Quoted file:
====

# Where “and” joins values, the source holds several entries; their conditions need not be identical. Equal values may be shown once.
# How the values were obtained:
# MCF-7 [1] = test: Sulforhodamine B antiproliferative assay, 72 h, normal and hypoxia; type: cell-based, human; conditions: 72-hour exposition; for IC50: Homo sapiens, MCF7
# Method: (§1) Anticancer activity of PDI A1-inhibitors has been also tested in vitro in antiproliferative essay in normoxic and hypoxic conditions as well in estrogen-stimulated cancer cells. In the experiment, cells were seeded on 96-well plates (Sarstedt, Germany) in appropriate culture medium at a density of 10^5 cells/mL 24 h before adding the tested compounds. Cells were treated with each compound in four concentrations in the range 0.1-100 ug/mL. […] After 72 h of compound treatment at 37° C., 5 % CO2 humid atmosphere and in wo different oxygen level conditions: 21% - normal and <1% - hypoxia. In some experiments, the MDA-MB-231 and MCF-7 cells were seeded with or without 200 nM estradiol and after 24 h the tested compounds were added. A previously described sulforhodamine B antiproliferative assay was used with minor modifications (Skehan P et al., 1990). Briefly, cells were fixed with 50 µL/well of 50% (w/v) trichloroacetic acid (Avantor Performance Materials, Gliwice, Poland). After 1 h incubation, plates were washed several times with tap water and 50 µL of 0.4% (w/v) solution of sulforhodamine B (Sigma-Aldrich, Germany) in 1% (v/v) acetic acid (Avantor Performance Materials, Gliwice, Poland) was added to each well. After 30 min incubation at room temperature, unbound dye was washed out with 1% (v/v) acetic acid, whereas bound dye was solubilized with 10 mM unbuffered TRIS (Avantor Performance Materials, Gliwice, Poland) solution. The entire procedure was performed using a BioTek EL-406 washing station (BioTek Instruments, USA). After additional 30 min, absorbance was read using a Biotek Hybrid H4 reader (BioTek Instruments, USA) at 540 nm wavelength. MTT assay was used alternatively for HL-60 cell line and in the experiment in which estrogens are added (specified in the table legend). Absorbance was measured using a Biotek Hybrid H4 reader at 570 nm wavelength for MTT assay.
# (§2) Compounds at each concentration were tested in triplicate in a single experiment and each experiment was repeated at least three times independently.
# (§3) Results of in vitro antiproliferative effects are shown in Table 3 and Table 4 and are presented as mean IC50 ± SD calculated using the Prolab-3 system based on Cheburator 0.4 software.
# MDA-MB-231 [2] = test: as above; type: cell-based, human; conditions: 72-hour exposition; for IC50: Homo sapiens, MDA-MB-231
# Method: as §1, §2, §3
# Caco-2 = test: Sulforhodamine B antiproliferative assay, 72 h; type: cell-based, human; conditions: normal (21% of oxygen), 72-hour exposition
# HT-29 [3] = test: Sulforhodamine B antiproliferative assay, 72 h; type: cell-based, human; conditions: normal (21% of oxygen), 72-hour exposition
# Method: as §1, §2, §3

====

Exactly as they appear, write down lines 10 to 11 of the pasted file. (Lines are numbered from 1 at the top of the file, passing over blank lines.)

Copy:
# HT-29 [3] = test: Sulforhodamine B antiproliferative assay, 72 h; type: cell-based, human; conditions: normal (21% of oxygen), 72-hour exposition
# Method: as §1, §2, §3